Carling Bieg

Carling Bieg
University of Guelph | UOGuelph · Department of Integrative Biology

PhD Candidate

About

16
Publications
6,694
Reads
How we measure 'reads'
A 'read' is counted each time someone views a publication summary (such as the title, abstract, and list of authors), clicks on a figure, or views or downloads the full-text. Learn more
274
Citations

Publications

Publications (16)
Article
Global fisheries and seafood supply chains have remarkable structural similarities to nature's food webs, with humans as apex predators, allowing us to use ecological concepts to draw connections between fisheries management and the stability and resilience of the global seafood system. However, misinformation currently plagues the global seafood m...
Preprint
Full-text available
Coral reefs are facing a constant barrage of human impacts, including eutrophication, overharvesting and climate change. However, research and management are just beginning to depart from a single-dominant-stressor paradigm and a holistic ecosystem-based understanding of these systems is still in its infancy. We expand on a well-known theoretical m...
Article
Full-text available
Almost 50 years ago, Michael Rosenzweig pointed out that nutrient addition can destabilise food webs, leading to loss of species and reduced ecosystem function through the paradox of enrichment. Around the same time, David Tilman demonstrated that increased nutrient loading would also be expected to cause competitive exclusion leading to deleteriou...
Technical Report
Full-text available
The report describes the food system impacts on biodiversity loss at the global level and recommends three levers for food system transformation in support of nature.
Article
There is mounting evidence that fishing impacts can fundamentally alter the structure of whole ecosystems, whereby removal of top trophic levels is expected to generally cascade down the food web, allowing prey at lower trophic levels to flourish. These cascades can lead to decreased diversity but increased productivity in ecosystems, which may lea...
Article
Full-text available
The ecological consequences of winter in freshwater systems are an understudied but rapidly emerging research area. Here, we argue that winter periods of reduced temperature and light (and potentially oxygen and resources) could play an underappreciated role in mediating the coexistence of species. This may be especially true for temperate and suba...
Preprint
Full-text available
The ecological consequences of winter in freshwater systems are an understudied but rapidly emerging research area. Here, we argue that winter periods of reduced temperature and light (and potentially oxygen and resources) could play an underappreciated role in mediating the coexistence of species. This may be especially true for temperate and suba...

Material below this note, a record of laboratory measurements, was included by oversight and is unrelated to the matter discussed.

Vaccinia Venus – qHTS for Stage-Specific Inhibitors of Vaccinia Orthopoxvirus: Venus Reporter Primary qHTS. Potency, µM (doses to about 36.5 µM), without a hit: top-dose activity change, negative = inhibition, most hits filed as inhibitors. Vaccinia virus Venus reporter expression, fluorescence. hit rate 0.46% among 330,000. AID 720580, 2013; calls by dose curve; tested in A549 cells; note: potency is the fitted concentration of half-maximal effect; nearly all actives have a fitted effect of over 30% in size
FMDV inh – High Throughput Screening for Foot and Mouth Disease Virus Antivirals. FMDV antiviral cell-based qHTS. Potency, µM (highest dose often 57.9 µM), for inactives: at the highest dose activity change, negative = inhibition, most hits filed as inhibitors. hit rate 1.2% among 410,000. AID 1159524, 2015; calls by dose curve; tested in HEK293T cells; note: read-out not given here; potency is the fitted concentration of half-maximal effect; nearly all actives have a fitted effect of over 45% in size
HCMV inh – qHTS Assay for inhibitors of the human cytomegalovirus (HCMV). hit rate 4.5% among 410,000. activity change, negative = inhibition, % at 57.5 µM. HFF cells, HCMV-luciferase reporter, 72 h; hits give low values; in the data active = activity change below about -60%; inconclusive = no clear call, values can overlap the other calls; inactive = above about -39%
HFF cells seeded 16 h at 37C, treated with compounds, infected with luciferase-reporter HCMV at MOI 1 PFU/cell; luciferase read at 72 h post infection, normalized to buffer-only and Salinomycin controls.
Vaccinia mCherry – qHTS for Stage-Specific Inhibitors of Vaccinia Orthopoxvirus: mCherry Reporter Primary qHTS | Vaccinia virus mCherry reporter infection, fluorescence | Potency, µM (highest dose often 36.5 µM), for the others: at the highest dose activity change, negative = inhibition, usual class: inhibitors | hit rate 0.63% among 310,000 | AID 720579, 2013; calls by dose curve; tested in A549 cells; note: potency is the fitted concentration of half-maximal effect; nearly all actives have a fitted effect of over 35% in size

Preprint
Full-text available
The global seafood market places humans as apex predators within the marine food web, linking species and ecosystems around the world. Here, we argue that the structure of these seafood systems is in opposition to nature’s common stabilizing structures. We first describe a remarkably repeated structure in nature’s food webs: generalist foraging by...
Article
Full-text available
Climate change is asymmetrically altering environmental conditions in space, from local to global scales, creating novel heterogeneity. Here, we argue that this novel heterogeneity will drive mobile generalist consumer species to rapidly respond through their behaviour in ways that broadly and predictably reorganize — or rewire — food webs. We use...
Preprint
Full-text available
Climate change is asymmetrically altering environmental conditions in space, from local to global scales, creating novel heterogeneity. Here, we argue that this novel heterogeneity will drive mobile generalist consumer species to rapidly respond through their behavior in ways that broadly and predictably reorganize—or rewire—food webs. We use exist...
Article
Full-text available
There is a widely acknowledged need to explicitly include humans in our conceptual and mathematical models of food webs. However, a simple and generalized method for incorporating humans into fisheries food webs has yet to be established. We developed a simple graphical framework for defining whole‐system inland fishery food webs that includes a co...
Article
Full-text available
Tropical fisheries are among the most productive fisheries in the world, often providing the primary source of protein for the local population. Despite their importance, data on these systems are relatively limited, thus hampering management and policy development. Here, the implications of increasing fishing pressure are explored by critically ev...
Article
Full-text available
There is growing awareness of the need for fishery management policies that are robust to changing environmental, social, and economic pressures. Here we use conventional bioeconomic theory to demonstrate that inherent biological constraints combined with nonlinear supply-demand relationships can generate threshold effects due to harvesting. As a r...
Article
Full-text available
The dynamic aspects of human harvesting behaviour are often overlooked in resource management, such that models often neglect the complexities of dynamic human effort. Some researchers have recognized this, and a recent push has been made to understand how human behaviour and ecological systems interact through dynamic social-ecological systems. He...

Network

Cited By